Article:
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60 Years of Stories! Kisha Lee

Kisha Lee, 2005 graduate, St. Louis Community College

“The opportunities that St. Louis Community College gave me have propelled me for the rest of my life. STLCC gave me two things: The support and the confidence to succeed academically. The professors are incredible and provide an excellent education. Without STLCC I’m not sure where I would be today.” 

~Kisha Lee, executive director of Propel Kitchens; president, Ladue Schools Board of Education, 2005 graduate, St. Louis Community College

Kisha Lee found her calling in education. She strives to embody one of her favorite quotes from Nelson Mandela: “Education is the most powerful weapon which you can use to change the world.” This personal call to action influences how she raises her children, her career path and her impact as a community leader.

In April 2022, Lee was elected president of the Ladue Schools Board of Education, becoming the first African American to hold the position. She joined the school board in 2017; since then, Lee applied her education as a powerful tool to change the world, beginning with her children’s school district. In her opening remarks as president, she said, “Some may ask why this role is significant to me. It is because I sit here in the same community where my grandmother served as a domestic worker, and I have just been installed as the president of the school board for the No. 1 school district in Missouri. One generation gives to the next.”

Professionally, Lee is the executive director of Propel Kitchens, a nonprofit training, education and social enterprise developer focused on creating health and wealth with food. Located at Carter Commons in Pagedale, Mo., its mission is to use nutrition, food industry training and education initiatives to equip and empower St. Louis residents and communities to combat economic and health inequities.

Those who meet Lee would find it hard to believe she dropped out of college at one point. Growing up in a military family, she moved a lot until settling in St. Louis and graduating from McCluer High School in the Ferguson-Florissant School District. In a family that instilled the value of education, enrolling at the University of Missouri-St. Louis was the logical next step. However, once there, her priorities shifted. She took full advantage of the parties and social life, with academics taking a backseat. “My parents realized I was having a little too much fun and told me they weren't paying for college anymore,” she said. “I had a job at the time, so I dropped out before I finished my degree.”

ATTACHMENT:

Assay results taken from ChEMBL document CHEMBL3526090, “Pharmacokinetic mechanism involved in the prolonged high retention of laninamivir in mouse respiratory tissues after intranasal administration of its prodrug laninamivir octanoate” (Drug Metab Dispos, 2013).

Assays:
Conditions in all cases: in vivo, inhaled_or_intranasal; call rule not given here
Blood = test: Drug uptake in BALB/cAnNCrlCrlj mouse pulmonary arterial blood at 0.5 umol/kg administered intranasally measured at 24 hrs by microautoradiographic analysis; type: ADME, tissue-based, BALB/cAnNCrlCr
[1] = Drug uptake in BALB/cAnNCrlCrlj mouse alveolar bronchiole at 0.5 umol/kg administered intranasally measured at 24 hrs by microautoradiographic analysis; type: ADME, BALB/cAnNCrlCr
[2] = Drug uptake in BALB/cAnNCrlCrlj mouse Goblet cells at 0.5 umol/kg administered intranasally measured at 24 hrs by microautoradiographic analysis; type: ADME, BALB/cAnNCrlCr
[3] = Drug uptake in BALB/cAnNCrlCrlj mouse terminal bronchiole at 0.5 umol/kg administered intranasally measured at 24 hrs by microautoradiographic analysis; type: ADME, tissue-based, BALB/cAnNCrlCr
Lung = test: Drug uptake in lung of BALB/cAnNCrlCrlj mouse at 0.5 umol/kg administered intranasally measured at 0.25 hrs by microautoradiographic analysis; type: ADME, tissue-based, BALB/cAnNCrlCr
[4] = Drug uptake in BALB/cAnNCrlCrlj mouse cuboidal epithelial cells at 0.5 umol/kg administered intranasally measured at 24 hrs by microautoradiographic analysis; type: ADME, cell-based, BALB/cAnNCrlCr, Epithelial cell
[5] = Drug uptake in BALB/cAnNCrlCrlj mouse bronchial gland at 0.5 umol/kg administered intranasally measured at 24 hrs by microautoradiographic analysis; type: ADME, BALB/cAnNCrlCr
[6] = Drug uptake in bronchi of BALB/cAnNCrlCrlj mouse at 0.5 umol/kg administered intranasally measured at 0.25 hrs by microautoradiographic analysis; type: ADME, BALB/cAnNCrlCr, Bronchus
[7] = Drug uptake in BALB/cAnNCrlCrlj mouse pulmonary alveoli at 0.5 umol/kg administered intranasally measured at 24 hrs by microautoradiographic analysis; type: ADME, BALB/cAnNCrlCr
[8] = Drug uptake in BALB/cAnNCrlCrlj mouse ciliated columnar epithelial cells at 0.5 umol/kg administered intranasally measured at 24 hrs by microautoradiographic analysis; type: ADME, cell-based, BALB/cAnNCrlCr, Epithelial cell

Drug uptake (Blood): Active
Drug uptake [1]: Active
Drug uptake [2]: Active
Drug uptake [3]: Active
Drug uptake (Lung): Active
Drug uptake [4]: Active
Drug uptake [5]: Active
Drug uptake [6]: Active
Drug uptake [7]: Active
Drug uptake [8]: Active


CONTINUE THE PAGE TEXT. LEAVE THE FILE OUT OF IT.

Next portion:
By 2001, she was a working parent, raising two young children of her own and three stepchildren. Realizing her education was limiting her career opportunities, she went back to school. “I took one or two classes at a time to fit my schedule,” she said. “I knew how important earning a degree was, but at the time I lacked the confidence to go back to school.”

It took about six years to graduate with an associate degree. Now, she has a master’s and bachelor’s degree in public policy and administration from UMSL. Yet, it’s STLCC that she credits with changing her attitude toward education and launching her career. 

“St. Louis Community College offered me an opportunity that I would not have had otherwise,” she said. “For one, it was affordable. Through grants, I was able to pay for all of my credit hours plus additional expenses such as books and supplies. Just as importantly, STLCC exists to support all people in our community, even those who need different support to be successful. For me, I needed a place to send my child. While I was in class, my son attended STLCC- Florissant Valley’s Child Development Laboratory Center. To be able to send him to a place I trusted, that would also give him a quality early childhood education, was critical to me being able to go back and get my degree.”

Lee transferred more than credit hours to her four-year degree. “The most important thing STLCC gave me was the confidence to be able to enroll at a four-year university to complete my degree,” she said. “I don’t think I would be where I am today - with a master’s degree, president of a school board, and executive director of a nonprofit - had it not been for STLCC. 

“STLCC gave me that second chance.”

As St. Louis Community College celebrates its 60th year, it remains committed to providing educational opportunities and access for all people. With over 1.3 million alumni since 1963, stories like hers demonstrate the mission of expanding minds and changing lives.

“I am a testament to how valuable STLCC is for our community,” she said. “The opportunities STLCC has offered have never wavered. What STLCC provides is so needed, it's affordable and easy to access because of their different locations. I hope to see St. Louis Community College continue to be innovative and create new opportunities for everyone in the community.”

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